What You’ll be Drinking at Kapnos

Also, grilled juice cocktails: hot new trend?

Logo courtesy of Mike Isabella.

Fans of the bar offerings at Graffiato are likely looking forward to the libations at Kapnos (2201 14th Street, Northwest), the forthcoming Mike Isabella restaurant at which diners will chow down on meat from whole beasts spinning on spits. We sat down with Isabella and bar manager Taha Ismail to learn all about what you’ll be sipping at the restaurant, due to debut at 14th and W streets, Northwest, this summer.

Lemonades on tap

Isabella has a history with kegged drinks. The Prosecco on tap at Graffiato drew lots of attention when that restaurant first opened. Then came the on-tap margarita at Bandolero. At Kapnos, Ismail keeps the keg theme going with on-tap lemonade cocktails with spirits and fresh fruit and herbs, including one made with juice from a grilled lemon.

As you’ll recall, when Isabella opened Bandolero, he narrowly beat the Columbia Heights spot El Chucho to become the first place in town with an on-tap ’rita. On the grilled fruit juice in cocktails front, however, he may get smoked by the about-to-open Del Campo, another restaurant focusing on grilled meats, albeit the grilled meats of South America as opposed to Northern Greece and Turkey.

Lemonade flavors will change often—some even weekly. Look out for a watermelon lemonade when the restaurant opens. Refer to them as Mike’s Hard Lemonades if you like, though the servers probably won’t find that funny after the hundredth time it happens.

Greek wines on tap

You’ll pick from three tap wines at Kapnos—sparkling, rosé, and white—sourced from Greek wineries that Isabella and Ismail toured during a trip to the region. There will be about 25 additional by-the-glass offerings.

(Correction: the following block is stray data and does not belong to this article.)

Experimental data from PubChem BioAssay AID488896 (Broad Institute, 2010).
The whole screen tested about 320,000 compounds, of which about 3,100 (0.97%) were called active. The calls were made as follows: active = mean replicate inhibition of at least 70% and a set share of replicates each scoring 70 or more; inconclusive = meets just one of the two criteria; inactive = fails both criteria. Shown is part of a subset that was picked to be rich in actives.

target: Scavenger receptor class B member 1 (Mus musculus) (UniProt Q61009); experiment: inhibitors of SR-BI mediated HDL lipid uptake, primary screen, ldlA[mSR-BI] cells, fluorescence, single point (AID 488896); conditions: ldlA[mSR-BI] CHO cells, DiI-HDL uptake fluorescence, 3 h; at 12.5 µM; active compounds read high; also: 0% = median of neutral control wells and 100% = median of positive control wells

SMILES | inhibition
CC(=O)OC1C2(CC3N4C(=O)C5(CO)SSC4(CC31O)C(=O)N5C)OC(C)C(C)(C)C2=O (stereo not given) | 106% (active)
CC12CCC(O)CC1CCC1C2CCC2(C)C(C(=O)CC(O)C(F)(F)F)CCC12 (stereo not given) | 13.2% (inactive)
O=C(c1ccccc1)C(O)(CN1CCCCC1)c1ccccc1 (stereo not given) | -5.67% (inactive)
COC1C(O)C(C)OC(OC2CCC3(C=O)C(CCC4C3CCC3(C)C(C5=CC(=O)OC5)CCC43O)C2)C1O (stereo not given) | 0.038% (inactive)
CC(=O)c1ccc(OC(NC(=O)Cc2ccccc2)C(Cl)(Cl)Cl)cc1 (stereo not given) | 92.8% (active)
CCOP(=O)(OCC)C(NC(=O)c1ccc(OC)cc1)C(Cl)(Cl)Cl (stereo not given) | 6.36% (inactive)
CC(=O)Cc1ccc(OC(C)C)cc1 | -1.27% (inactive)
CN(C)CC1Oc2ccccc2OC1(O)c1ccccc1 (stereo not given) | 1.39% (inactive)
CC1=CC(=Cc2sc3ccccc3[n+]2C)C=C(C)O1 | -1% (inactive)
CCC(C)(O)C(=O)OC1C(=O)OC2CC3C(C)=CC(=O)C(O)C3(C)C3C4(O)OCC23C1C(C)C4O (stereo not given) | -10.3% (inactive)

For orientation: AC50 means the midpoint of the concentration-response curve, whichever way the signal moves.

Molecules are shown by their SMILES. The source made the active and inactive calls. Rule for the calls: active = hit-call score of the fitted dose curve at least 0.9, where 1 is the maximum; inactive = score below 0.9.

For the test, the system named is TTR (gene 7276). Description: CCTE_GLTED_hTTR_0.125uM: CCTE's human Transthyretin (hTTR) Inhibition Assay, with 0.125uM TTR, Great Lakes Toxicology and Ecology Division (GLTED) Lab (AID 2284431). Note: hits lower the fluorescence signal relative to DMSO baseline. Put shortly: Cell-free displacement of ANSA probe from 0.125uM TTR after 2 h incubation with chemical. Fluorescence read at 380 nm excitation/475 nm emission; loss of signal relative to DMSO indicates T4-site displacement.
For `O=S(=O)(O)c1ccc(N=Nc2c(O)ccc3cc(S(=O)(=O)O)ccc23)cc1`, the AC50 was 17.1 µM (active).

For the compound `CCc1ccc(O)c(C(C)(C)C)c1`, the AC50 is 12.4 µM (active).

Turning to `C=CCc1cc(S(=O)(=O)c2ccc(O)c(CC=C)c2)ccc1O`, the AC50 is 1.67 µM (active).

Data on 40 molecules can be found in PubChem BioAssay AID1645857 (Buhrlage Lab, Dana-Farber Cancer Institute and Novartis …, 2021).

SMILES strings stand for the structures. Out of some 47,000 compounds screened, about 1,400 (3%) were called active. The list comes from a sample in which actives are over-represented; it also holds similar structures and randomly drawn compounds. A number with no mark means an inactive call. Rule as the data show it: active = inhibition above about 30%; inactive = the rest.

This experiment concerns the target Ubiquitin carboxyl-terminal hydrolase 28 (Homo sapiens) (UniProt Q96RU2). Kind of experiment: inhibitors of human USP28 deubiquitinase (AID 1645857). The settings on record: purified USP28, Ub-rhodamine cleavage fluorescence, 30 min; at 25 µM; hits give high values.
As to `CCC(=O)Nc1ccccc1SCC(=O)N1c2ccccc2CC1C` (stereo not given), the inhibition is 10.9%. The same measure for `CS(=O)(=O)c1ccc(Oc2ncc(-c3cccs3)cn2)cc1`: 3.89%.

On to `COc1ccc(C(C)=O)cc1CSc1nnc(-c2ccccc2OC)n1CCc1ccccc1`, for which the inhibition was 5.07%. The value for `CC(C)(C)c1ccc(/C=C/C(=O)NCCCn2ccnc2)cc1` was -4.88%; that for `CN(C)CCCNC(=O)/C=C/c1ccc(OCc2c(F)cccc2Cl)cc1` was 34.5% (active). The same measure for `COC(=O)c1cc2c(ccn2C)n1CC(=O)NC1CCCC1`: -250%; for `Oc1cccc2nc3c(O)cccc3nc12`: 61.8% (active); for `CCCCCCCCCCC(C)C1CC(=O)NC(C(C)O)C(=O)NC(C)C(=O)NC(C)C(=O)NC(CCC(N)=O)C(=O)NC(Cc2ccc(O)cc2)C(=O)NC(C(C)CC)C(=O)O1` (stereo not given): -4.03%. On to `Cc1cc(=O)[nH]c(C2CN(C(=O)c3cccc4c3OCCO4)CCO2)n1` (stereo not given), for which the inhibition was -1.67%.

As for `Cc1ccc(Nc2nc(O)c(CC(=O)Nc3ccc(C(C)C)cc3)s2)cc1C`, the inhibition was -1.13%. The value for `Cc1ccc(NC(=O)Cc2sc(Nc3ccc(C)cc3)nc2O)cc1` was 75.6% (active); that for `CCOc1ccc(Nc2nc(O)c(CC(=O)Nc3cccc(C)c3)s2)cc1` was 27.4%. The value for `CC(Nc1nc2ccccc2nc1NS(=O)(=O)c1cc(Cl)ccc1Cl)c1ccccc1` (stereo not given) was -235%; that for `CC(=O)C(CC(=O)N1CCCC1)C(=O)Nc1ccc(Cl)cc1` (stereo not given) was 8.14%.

A lot more wine by the bottle

There will be about 150 bottles on the wine list at Kapnos, with a focus on Northern Greek wines and including selections from old- and new-world regions. Isabella expects the wine program to stand out from its 14th Street neighbors, which, with the exception of Cork and Estadio, focus more on beer and cocktails.

American craft cocktails but also drinks with ingredients inspired by the region

Long list of wines notwithstanding, “we want to be the best mixologists in the city,” says Isabella. Kapnos is his most ambitious bar project to date, and while Ismail’s mixed drinks will incorporate flavors of Turkey and Greece—rosewater, regional liqueurs—it will also represent an American craft cocktail program that the two men hope will be a draw in its own right. Ismail’s style is to make variations on classics—a mint julep with rye whiskey instead of bourbon, and house-made bitters and fruit, for instance. Spirits represented will include bourbon, rye, gin, vodka, tequila, and mezcal. The debut list will include between 12 and 15 drinks and may well grow with time.

Bottled cocktails

The Kapnos patio will soon be decorated with custom-etched jugs of those aforementioned boozy lemonades. The idea is that guests can order a bottled cocktail so everyone at the table can share them. Along with the ’ades, Ismail plans to bottle a cocktail of gin, Greek brandy, and his own tonic.

House-made sodas

Kapnos’s six to eight sodas will have flavors distinct from those at Graffiato in accordance with the cuisine on offer. Ismail is playing around with watermelon, cherry, anise, and cream fizzes at the moment. His sodas will be incorporated into cocktails, as well.

A big bar area where the full menu will be available

The full small-plates menus at Kapnos, a restaurant decorated with earth tones and other natural colors, will be available in the lounge, which seats 50 with a 16- to 18-seat bar. Expect 12-foot communal tables carved from tree trunks. “It’s simple, old-world,” says the chef.

Sorry discount drinkers, there’s no separate bar menu or happy hour at Kapnos. “We’re happy all the time,” explains Isabella.

See also:

What to expect at Kapnos
What to expect at G